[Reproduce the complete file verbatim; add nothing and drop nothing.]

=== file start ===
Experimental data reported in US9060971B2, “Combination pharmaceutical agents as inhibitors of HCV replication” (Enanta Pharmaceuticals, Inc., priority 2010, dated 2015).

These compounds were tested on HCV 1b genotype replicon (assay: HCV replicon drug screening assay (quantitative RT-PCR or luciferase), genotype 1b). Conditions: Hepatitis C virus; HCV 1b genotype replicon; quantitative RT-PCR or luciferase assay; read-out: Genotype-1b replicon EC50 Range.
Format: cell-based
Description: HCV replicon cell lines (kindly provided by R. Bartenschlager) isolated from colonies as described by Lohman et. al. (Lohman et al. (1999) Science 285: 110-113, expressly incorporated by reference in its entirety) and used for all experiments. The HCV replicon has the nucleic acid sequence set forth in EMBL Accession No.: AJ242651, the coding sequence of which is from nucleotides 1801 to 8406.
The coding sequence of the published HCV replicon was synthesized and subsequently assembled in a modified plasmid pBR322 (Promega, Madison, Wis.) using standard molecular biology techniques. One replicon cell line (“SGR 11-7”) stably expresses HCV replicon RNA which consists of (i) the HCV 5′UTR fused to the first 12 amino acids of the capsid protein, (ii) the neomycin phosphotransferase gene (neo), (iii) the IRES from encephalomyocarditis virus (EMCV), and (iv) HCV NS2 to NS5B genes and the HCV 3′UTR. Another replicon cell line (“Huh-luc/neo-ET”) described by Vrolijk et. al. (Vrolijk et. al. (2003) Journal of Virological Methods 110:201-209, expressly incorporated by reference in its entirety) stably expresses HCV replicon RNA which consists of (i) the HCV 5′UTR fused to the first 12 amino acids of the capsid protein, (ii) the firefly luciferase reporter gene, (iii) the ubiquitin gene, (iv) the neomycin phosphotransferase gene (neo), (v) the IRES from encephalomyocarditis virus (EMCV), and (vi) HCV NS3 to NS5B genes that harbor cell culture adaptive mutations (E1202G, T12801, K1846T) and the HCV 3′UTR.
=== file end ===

Experimental data reported in US9060971B2, “Combination pharmaceutical agents as inhibitors of HCV replication” (Enanta Pharmaceuticals, Inc., priority 2010, dated 2015).

These compounds were tested on HCV 1b genotype replicon (assay: HCV replicon drug screening assay (quantitative RT-PCR or luciferase), genotype 1b). Conditions: Hepatitis C virus; HCV 1b genotype replicon; quantitative RT-PCR or luciferase assay; read-out: Genotype-1b replicon EC50 Range.
Format: cell-based
Description: HCV replicon cell lines (kindly provided by R. Bartenschlager) isolated from colonies as described by Lohman et. al. (Lohman et al. (1999) Science 285: 110-113, expressly incorporated by reference in its entirety) and used for all experiments. The HCV replicon has the nucleic acid sequence set forth in EMBL Accession No.: AJ242651, the coding sequence of which is from nucleotides 1801 to 8406.
The coding sequence of the published HCV replicon was synthesized and subsequently assembled in a modified plasmid pBR322 (Promega, Madison, Wis.) using standard molecular biology techniques. One replicon cell line (“SGR 11-7”) stably expresses HCV replicon RNA which consists of (i) the HCV 5′UTR fused to the first 12 amino acids of the capsid protein, (ii) the neomycin phosphotransferase gene (neo), (iii) the IRES from encephalomyocarditis virus (EMCV), and (iv) HCV NS2 to NS5B genes and the HCV 3′UTR. Another replicon cell line (“Huh-luc/neo-ET”) described by Vrolijk et. al. (Vrolijk et. al. (2003) Journal of Virological Methods 110:201-209, expressly incorporated by reference in its entirety) stably expresses HCV replicon RNA which consists of (i) the HCV 5′UTR fused to the first 12 amino acids of the capsid protein, (ii) the firefly luciferase reporter gene, (iii) the ubiquitin gene, (iv) the neomycin phosphotransferase gene (neo), (v) the IRES from encephalomyocarditis virus (EMCV), and (vi) HCV NS3 to NS5B genes that harbor cell culture adaptive mutations (E1202G, T12801, K1846T) and the HCV 3′UTR.